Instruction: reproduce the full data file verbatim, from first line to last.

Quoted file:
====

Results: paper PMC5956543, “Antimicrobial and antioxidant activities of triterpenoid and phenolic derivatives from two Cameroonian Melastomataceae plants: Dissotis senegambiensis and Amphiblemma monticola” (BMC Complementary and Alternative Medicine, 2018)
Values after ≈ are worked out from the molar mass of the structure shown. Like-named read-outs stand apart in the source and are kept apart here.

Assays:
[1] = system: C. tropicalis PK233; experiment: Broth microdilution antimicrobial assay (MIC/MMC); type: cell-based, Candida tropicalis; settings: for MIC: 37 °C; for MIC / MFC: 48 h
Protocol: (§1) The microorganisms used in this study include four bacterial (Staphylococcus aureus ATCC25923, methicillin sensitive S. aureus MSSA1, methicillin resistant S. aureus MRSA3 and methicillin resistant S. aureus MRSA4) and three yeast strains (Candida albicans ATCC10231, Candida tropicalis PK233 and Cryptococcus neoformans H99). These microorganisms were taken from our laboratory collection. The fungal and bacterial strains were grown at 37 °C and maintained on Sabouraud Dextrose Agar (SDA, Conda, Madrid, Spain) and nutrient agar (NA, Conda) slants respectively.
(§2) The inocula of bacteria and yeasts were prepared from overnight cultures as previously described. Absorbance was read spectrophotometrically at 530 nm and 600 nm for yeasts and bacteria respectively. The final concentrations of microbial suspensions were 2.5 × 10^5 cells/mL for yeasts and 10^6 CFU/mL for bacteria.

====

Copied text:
Results: paper PMC5956543, “Antimicrobial and antioxidant activities of triterpenoid and phenolic derivatives from two Cameroonian Melastomataceae plants: Dissotis senegambiensis and Amphiblemma monticola” (BMC Complementary and Alternative Medicine, 2018)
Values after ≈ are worked out from the molar mass of the structure shown. Like-named read-outs stand apart in the source and are kept apart here.

Assays:
[1] = system: C. tropicalis PK233; experiment: Broth microdilution antimicrobial assay (MIC/MMC); type: cell-based, Candida tropicalis; settings: for MIC: 37 °C; for MIC / MFC: 48 h
Protocol: (§1) The microorganisms used in this study include four bacterial (Staphylococcus aureus ATCC25923, methicillin sensitive S. aureus MSSA1, methicillin resistant S. aureus MRSA3 and methicillin resistant S. aureus MRSA4) and three yeast strains (Candida albicans ATCC10231, Candida tropicalis PK233 and Cryptococcus neoformans H99). These microorganisms were taken from our laboratory collection. The fungal and bacterial strains were grown at 37 °C and maintained on Sabouraud Dextrose Agar (SDA, Conda, Madrid, Spain) and nutrient agar (NA, Conda) slants respectively.
(§2) The inocula of bacteria and yeasts were prepared from overnight cultures as previously described. Absorbance was read spectrophotometrically at 530 nm and 600 nm for yeasts and bacteria respectively. The final concentrations of microbial suspensions were 2.5 × 10^5 cells/mL for yeasts and 10^6 CFU/mL for bacteria.